Introduction to LED Flashlights
Note: There are no flashlights models listed on this page. The intent of this landing page is to allow you to drill down to the type of flashlight that may suit your activity by choosing a link on the left hand menu. If you are already familiar with terms like CRI, Tint Bins, etc., then skip the text below.
There is a lot of technical jargon used to explain the light characteristics on this site. It is not there as psychobabble used under the Shit Baffles Brains General User License, it is there so that our clients can make thorough informed purchase decisions.
These days there are a bewildering array of LED flashlights available. What the average consumer is not aware of is how factors such as tint, throw, lumens, drivers, and hosts affect what they should be looking for to address their specific needs for a flashlight. Another market dynamic that is relevant, state of the art emitters become available for about a year before they are seen in the consumer lights available at retail outlets. That is why there are so many 'flashaholic' communities where building your own light has become a popular pastime.
There are three important core components to an LED flashlight, the 'host', or the body of the light. The 'emitter' is what used to be the 'bulb', and the 'driver' which is the circuit board that controls the power being delivered to the emitter. The size of the host is determined by the type of batteries that are used, and they in turn define the maximum levels of brightness that can be produced. The tint of the emitter will determine such things as maximum lumens, maximum range (along with the reflector/optic type and size), and "CRI' (Color Rendition Index) which is important for terrain recognition, patient assessment, spotting articles at last seen points and generally a higher level of situational awareness. We generally concentrate on lights that have a CRI value of 80 or above. It boils down to the fact that the best light for mountain biking would not be the same light that would be best for camping, and the best light for search and rescue may not work for biking or camping because it would be too large and heavy to carry in the backcountry or mount on a helmet. A light that is designed for biking, AT Skiing, or avalanche rescue, would not overheat due to active cooling inherent to that activity, but using it for camping, it could become too hot to hold after 5 minutes, and the same battery that would only last for an hour to provide maximum lumens while biking may last for days while on a lower mode (features that would be determined by the choice of drivers).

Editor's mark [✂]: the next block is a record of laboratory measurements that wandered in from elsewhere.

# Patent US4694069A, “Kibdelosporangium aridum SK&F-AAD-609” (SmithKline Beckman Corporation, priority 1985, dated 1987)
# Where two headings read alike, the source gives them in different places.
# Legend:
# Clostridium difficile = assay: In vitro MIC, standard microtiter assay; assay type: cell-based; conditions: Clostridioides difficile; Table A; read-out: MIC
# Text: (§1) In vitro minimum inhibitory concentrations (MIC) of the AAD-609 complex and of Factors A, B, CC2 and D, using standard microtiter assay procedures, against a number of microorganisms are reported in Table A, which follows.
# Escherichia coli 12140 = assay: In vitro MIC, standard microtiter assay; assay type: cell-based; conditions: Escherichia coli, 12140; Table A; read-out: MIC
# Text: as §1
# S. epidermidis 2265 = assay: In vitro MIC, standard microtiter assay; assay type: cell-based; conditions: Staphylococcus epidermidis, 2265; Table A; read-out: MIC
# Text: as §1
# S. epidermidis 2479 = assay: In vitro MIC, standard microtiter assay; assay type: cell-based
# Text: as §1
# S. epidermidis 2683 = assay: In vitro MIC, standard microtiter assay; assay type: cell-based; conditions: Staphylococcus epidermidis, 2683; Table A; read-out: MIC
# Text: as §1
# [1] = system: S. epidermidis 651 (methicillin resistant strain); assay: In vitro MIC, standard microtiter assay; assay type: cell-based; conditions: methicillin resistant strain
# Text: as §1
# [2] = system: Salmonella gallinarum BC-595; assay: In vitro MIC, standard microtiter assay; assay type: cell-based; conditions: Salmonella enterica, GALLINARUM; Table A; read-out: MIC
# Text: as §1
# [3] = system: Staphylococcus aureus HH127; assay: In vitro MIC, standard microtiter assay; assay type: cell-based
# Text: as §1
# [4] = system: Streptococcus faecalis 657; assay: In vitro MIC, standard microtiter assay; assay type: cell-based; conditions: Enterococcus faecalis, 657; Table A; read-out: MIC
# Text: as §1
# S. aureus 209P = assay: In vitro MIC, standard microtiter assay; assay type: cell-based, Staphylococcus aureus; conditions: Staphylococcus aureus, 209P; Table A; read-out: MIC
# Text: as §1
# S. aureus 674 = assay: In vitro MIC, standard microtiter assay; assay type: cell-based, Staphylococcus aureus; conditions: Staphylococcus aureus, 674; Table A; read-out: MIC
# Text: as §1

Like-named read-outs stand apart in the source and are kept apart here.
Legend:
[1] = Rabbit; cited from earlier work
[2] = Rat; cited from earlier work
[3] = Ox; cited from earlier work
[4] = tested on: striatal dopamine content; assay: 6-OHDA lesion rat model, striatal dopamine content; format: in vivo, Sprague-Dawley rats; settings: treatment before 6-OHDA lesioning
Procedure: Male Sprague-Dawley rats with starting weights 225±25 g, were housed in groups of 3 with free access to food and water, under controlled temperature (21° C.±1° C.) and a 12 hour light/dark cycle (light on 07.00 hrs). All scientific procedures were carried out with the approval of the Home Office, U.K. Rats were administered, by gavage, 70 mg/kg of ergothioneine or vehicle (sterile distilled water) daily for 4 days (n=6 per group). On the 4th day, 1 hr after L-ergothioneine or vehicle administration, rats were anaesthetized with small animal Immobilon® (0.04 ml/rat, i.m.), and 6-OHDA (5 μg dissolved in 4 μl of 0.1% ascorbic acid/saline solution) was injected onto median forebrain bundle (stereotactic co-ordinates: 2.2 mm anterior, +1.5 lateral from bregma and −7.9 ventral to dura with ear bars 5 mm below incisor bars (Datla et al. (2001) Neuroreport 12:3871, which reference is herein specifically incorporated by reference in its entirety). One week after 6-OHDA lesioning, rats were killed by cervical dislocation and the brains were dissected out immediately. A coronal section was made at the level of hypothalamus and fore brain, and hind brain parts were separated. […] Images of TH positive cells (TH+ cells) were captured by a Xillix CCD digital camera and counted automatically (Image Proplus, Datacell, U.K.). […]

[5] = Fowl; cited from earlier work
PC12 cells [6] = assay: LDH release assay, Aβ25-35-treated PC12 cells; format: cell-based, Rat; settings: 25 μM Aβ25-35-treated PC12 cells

All the LED light manufacturers are catering to the largest user base which are the retail consumers. This user group typically knows practically nothing about LED light technology and generally are under the impression that the only metric they need to use when choosing a light is the maximum Lumen output. That will get you by fine when you are out walking your dog around the urban block and need to scoop some poop, or need some light for 20 minutes to get you back to your car at the trailhead while returning from some weekend recreational pursuit, but is far from desirable if you are a serious AT skier or SAR team member. Because we had little luck finding flashlights that addressed our specific needs, we decided to build them instead. Much to our surprise, the resulting cost was less than sourcing the retail mass market lights (probably because their profit margins are set at 100%). We're constantly trying different hosts, drivers, and emitters, so if we don't already have something suitable for the activity you have in mind, let us know and we can probably build it for you. In the meantime browse the selection of some of the lights we currently have on hand.
Best use scenario...
Flashlights can be strapped to the side of a helmet or on handlebars for biking. With a clip, good for EDC. Good for getting peripheral vision while hiking at night.